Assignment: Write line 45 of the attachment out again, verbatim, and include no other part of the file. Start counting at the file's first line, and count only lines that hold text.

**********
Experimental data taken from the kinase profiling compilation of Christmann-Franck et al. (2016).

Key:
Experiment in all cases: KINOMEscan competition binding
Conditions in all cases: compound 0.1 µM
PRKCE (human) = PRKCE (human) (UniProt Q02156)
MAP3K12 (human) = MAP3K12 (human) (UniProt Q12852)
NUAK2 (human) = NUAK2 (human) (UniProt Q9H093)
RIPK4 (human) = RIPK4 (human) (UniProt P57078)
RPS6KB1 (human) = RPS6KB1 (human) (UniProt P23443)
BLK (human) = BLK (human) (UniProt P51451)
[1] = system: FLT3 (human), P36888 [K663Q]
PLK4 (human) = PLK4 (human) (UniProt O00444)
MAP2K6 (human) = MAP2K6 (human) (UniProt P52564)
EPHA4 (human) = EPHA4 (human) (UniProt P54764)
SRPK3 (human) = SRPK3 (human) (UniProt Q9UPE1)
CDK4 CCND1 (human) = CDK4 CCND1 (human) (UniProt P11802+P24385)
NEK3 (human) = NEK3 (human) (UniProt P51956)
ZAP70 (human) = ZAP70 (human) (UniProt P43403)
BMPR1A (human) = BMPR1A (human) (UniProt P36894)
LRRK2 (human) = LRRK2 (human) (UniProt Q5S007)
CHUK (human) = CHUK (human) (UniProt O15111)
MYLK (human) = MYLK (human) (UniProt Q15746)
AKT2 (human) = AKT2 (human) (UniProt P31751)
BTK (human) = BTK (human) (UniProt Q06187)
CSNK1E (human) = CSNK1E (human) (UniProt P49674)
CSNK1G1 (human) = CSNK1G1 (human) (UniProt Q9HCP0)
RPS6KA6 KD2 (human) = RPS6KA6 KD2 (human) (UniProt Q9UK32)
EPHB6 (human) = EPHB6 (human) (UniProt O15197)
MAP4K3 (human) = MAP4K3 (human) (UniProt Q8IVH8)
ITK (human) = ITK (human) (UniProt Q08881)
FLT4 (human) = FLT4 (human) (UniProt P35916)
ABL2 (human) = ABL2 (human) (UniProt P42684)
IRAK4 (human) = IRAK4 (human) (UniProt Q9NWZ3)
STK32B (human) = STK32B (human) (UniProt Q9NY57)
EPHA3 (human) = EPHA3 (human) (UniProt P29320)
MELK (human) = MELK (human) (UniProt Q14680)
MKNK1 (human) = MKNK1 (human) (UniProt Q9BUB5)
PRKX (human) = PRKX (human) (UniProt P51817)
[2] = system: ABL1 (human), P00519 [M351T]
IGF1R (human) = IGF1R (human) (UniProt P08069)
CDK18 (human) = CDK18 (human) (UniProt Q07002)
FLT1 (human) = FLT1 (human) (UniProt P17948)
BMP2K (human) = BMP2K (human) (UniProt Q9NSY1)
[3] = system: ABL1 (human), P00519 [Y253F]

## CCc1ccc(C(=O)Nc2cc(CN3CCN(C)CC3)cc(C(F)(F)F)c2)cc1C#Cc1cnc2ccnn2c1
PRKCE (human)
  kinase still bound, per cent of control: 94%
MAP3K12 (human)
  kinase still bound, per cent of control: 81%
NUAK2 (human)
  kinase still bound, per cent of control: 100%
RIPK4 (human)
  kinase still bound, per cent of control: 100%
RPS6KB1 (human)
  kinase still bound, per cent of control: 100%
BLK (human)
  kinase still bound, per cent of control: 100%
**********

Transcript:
## CCc1ccc(C(=O)Nc2cc(CN3CCN(C)CC3)cc(C(F)(F)F)c2)cc1C#Cc1cnc2ccnn2c1